04A-01.PDF

Info icon This preview shows pages 1–2. Sign up to view the full content.

View Full Document Right Arrow Icon
An Evaluation Framework and Instruction Set Architecture for Ion-Trap based Quantum Micro-architectures. Steven Balensiefer, Lucas Kregor-Stickles, and Mark Oskin Department of Computer Science and Engineering University of Washington { alaska, lucasks, oskin } @cs.washington.edu Abstract: The theoretical study of quantum computation has yielded efficient algorithms for some traditionally hard problems. Correspondingly, experimental work on the underlying phys- ical implementation technology has progressed steadily. However, almost no work has yet been done which explores the architecture design space of large scale quantum com- puting systems. In this paper, we present a set of tools that enable the quantitative evaluation of architectures for quan- tum computers. The infrastructure we created comprises a complete com- pilation and simulation system for computers containing thousands of quantum bits. We begin by compiling complete algorithms into a quantum instruction set. This ISA enables the simple manipulation of quantum state. Another tool we developed automatically transforms quantum software into an equivalent, fault-tolerant version required to operate on real quantum devices. Next, our infrastructure transforms the ISA into a set of low-level micro architecture specific con- trol operations. In the future, these operations can be used to directly control a quantum computer. For now, our simula- tion framework quickly uses them to determine the reliability of the application for the target micro architecture. Finally, we propose a simple, regular architecture for ion- trap based quantum computers. Using our software infras- tructure, we evaluate the design trade offs of this micro ar- chitecture. 1 Introduction Experimental research into quantum computing technologies has been progressing at a steadily. Demonstrations of bulk- spin NMR computers [1], ion-trap based designs [2, 3, 4], and optical cavity wells [5, 6] for quantum computation have been performed. The next step in this area is to scale up from experimental quantum computers consisting of a hand- ful of quantum bits to large scale quantum computing sys- tems. Clearly many technological hurdles still exist, and one of the most basic is the architectural design of these systems. Why worry about the architecture of a quantum computer now? The most promising technologies are at least five years from demonstrations of a dozen qubits or more, and large scale systems are not even seriously on the drawing board.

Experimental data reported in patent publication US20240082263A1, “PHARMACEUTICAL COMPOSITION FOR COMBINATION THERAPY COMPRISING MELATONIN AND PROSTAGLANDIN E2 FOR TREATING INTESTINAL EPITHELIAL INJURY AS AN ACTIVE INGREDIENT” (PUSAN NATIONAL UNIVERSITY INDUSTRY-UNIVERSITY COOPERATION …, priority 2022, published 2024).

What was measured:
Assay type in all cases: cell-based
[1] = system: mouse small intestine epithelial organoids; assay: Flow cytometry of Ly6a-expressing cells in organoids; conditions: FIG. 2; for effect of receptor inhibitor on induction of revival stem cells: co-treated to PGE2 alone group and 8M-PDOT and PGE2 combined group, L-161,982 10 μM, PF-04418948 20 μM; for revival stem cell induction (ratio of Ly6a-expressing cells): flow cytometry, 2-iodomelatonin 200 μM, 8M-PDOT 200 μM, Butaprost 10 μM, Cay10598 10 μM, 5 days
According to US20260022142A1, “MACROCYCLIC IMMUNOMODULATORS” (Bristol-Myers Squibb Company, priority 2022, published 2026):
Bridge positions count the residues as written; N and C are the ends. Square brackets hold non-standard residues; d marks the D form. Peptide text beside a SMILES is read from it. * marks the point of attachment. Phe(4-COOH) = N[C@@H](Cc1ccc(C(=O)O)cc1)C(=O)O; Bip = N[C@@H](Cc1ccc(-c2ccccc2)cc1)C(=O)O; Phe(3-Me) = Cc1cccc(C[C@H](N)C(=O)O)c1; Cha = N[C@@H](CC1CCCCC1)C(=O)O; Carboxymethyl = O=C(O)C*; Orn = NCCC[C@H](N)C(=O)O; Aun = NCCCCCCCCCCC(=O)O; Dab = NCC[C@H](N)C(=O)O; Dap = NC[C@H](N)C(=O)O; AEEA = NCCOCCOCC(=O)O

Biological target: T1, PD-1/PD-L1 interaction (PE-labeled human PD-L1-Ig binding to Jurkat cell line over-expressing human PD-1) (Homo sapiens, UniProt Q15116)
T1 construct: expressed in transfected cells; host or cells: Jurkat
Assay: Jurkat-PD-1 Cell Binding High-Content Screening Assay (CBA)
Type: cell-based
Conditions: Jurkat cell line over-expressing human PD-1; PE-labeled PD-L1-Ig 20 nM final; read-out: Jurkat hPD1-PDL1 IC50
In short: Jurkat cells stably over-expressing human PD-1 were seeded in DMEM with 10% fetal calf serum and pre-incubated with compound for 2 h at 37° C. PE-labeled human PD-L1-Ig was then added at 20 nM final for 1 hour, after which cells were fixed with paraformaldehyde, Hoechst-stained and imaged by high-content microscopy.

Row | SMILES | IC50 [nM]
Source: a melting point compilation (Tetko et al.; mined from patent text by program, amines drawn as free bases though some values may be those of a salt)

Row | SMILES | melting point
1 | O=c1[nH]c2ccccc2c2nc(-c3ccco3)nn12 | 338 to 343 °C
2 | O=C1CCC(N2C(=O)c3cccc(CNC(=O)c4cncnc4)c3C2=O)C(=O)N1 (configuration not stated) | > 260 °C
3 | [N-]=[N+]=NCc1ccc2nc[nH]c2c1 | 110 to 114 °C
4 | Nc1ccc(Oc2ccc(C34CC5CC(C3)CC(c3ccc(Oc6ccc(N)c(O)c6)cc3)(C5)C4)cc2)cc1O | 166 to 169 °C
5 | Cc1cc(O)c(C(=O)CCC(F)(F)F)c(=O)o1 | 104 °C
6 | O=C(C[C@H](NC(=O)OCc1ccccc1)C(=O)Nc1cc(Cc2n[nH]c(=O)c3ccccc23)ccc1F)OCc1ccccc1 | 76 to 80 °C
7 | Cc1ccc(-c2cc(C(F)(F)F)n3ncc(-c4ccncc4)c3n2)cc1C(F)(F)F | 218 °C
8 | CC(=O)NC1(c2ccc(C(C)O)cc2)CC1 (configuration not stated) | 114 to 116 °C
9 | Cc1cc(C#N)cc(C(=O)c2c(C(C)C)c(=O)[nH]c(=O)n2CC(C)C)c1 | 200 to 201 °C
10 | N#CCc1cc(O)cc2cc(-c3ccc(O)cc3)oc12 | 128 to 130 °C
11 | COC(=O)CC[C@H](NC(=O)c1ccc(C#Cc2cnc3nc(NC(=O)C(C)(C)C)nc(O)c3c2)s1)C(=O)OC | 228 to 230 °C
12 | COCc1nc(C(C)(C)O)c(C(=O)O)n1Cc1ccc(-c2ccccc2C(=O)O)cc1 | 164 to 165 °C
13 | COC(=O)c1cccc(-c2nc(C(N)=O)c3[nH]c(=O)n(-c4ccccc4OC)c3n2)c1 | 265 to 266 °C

Image of page 1

Info icon This preview has intentionally blurred sections. Sign up to view the full version.

View Full Document Right Arrow Icon
Image of page 2
This is the end of the preview. Sign up to access the rest of the document.

{[ snackBarMessage ]}

What students are saying

  • Left Quote Icon

    As a current student on this bumpy collegiate pathway, I stumbled upon Course Hero, where I can find study resources for nearly all my courses, get online help from tutors 24/7, and even share my old projects, papers, and lecture notes with other students.

    Student Picture

    Kiran Temple University Fox School of Business ‘17, Course Hero Intern

  • Left Quote Icon

    I cannot even describe how much Course Hero helped me this summer. It’s truly become something I can always rely on and help me. In the end, I was not only able to survive summer classes, but I was able to thrive thanks to Course Hero.

    Student Picture

    Dana University of Pennsylvania ‘17, Course Hero Intern

  • Left Quote Icon

    The ability to access any university’s resources through Course Hero proved invaluable in my case. I was behind on Tulane coursework and actually used UCLA’s materials to help me move forward and get everything together on time.

    Student Picture

    Jill Tulane University ‘16, Course Hero Intern